- Capt. William W. Galbraith (October 1925 – June 1926)
- Capt. Arthur J. Hepburn (July 1926 – September 1927)
- Capt. Alfred W. Johnson (December 1927 – June 1930)
- Capt. Harry A. Baldridge (June 1930 – May 1931
- Capt. Hayne Ellis (June 1931 – May 1934)
- Capt. William D. Puleston (June 1934 – April 1937)
- Rear Adm. Ralston S. Hughes (May 1937 – June 1939)
- Rear Adm. Walter S. Anderson (June 1939 – January 1941)
- Capt. Jules James (January 1941 – February 1941)
- Adm. Alan G. Kirk (March 1941 – October 1941)
- Rear Adm. Theodore S. Wilkinson (October 1941 – July 1942)
- Rear Adm. Harold C. Train (July 1942 – September 1943)
- Rear Adm. Roscoe E. Schuirmann September 1943 – October 1944)
- Rear Adm. Leo H. Thebaud (October 1944 – September 1945)
- Rear Adm. Thomas B. Inglis (September 1945 – September 1949)
- Rear Adm. Felix L. Johnson (September 1949 – June 1952)
- Rear Adm. Richard F. Stout (July 1952 – November 1952)
- Rear Adm. Carl F. Espe (December 1952 – May 1956)
- Rear Adm. Laurence H. Frost (June 1956 – September 1960)
- Rear Adm. Vernon L. Lowrance (September 1960 – June 1963)
- Rear Adm. Rufus L. Taylor (June 1963 – May 1966)
- Capt. Maurice H. Rindskopf (May 1966 – July 1966)
- Rear Adm. Eugene B. Fluckey (July 1966 – June 1968)
- Capt. Frank M. Murphy (June 1968 – August 1968)
- Rear Adm. Frederick J. Harlfinger II (August 1968 – July 1971)
- Vice Adm. Earl F. Rectanus (July 1971 – September 1974)
- Rear Adm. Bobby Ray Inman (September 1974 – July 1976)
- Rear Adm. Donald P. Harvey (July 1976 – August 1978)
- Rear Adm. Sumner Shapiro (August 1978 – August 1982)
- Rear Adm. John L. Butts (August 1982 – September 1985)
- Rear Adm. William O. Studeman (September 1985 – July 1988)
- Rear Adm. Thomas A. Brooks (July 1988 – August 1991)
- Rear Adm. Edward D. Sheafer, Jr. (August 1991 – September 1994)
- Rear Adm. Michael W. Cramer (September 1994 – May 1997)
- Mr. Paul Lowell (Acting) (May 1997 – November 1997)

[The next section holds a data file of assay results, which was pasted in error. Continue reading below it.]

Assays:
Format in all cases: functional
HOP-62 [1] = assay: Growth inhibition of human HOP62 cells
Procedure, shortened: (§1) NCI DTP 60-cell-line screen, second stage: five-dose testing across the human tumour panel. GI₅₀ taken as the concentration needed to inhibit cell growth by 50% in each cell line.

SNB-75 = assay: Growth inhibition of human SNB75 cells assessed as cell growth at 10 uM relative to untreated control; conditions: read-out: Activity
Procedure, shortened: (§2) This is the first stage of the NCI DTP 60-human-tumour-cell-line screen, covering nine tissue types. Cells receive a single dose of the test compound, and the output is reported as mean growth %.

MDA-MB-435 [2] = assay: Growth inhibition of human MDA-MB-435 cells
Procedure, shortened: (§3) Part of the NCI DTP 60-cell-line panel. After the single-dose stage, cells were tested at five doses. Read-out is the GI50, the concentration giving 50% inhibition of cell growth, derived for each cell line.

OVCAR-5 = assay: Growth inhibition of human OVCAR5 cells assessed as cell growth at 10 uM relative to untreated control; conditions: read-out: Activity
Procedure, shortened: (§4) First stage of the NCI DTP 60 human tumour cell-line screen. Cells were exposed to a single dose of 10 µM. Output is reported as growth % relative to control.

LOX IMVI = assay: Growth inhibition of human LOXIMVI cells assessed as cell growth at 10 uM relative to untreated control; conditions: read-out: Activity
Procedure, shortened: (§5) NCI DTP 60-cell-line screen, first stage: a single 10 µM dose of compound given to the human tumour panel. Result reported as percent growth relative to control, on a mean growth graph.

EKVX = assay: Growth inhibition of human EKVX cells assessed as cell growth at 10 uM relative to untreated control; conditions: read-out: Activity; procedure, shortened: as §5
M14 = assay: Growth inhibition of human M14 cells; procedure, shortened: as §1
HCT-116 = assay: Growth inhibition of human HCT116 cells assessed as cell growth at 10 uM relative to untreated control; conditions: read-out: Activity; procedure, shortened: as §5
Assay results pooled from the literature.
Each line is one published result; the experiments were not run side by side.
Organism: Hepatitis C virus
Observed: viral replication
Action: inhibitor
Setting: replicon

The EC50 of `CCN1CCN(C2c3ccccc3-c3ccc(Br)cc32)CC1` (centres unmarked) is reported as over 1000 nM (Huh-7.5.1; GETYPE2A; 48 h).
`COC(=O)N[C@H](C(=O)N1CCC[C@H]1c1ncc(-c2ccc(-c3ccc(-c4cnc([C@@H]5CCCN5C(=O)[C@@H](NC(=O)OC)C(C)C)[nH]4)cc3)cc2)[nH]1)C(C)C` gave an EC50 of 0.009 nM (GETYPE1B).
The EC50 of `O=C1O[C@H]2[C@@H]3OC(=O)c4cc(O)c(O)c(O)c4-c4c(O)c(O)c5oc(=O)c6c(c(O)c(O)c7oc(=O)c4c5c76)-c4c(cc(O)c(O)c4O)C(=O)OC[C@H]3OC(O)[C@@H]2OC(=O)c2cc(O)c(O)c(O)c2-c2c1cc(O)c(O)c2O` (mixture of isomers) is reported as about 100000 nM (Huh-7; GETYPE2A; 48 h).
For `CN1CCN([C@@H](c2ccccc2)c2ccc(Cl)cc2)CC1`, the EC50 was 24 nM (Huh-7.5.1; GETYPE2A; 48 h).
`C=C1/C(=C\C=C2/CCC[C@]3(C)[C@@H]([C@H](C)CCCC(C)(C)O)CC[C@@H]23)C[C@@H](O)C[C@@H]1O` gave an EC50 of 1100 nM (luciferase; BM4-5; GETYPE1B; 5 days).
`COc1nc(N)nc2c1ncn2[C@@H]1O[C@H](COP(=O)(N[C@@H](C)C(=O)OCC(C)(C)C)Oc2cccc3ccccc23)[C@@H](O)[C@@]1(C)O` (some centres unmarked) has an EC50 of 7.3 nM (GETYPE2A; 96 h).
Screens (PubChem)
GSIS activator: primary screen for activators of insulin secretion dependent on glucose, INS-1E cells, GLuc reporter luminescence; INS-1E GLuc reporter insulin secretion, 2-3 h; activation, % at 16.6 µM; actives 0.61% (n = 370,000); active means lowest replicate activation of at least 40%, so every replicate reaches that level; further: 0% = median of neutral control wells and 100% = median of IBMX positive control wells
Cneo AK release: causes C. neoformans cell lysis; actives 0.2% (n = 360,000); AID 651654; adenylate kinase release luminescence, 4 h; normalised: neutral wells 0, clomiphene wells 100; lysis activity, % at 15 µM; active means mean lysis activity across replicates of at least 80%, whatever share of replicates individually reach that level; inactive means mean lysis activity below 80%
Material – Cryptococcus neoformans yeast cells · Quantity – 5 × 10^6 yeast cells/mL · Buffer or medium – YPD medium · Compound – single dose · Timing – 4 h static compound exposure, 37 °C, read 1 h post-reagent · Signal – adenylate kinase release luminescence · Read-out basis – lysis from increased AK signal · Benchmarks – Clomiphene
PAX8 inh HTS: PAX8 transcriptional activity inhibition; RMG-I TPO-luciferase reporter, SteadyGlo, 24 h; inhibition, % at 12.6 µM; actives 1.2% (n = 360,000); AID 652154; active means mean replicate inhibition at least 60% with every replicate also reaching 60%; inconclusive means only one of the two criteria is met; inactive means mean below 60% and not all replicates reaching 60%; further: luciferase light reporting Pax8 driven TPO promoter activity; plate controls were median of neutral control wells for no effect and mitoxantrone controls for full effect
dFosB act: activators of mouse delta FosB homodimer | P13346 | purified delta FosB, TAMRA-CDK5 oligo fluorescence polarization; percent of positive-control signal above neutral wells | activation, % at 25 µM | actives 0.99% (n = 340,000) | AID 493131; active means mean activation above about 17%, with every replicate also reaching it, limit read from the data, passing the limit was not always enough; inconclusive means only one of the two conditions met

- Rear Adm. Lowell E. Jacoby (November 1997 – June 1999)
- Rear Adm. Perry M. Ratliff (June 1999 – March 2000)
- Rear Adm. Richard B. Porterfield (August 2000 – April 2005)
- Rear Adm. Robert B. Murrett (April 2005 – July 2006)
- Rear Adm. Tony L. Cothron (July 2006 – July 2008)
- Vice Adm. David J. Dorsett (July 2008 – June 2011)
- Vice Adm. Kendall L. Card (June 2011 - July 2013 )
- Vice Adm. Ted N. Branch (July 2013 - )
- George P. Bush, Nephew of George W. Bush
- Eric Garcetti, Mayor of Los Angeles, California
- Mark Kirk, United States Senator from Illinois
- Edwin T. Layton, American cryptanalyst during WWII
- Mark Lippert, Chief of Staff for the United States Secretary of Defense
- Joseph Rochefort, American cryptanalyst during WWII
- John Paul Stevens, Associate Justice of the United States Supreme Court
- Byron White, Associate Justice of the United States Supreme Court
- Bob Woodward, Investigative Reporter at The Washington Post
- General Order No. 292. History.navy.mil (2012-08-22). Retrieved on 2013-08-16.
- Packard, Wyman H. (1996). Century of U.S. Naval Intelligence. Naval Historical Center. ISBN 0-945274-25-4.
- Portions of this article are based on public domain text from Office of Naval Intelligence.
- Portions of this article are based on public domain text from Digital National Security Archive.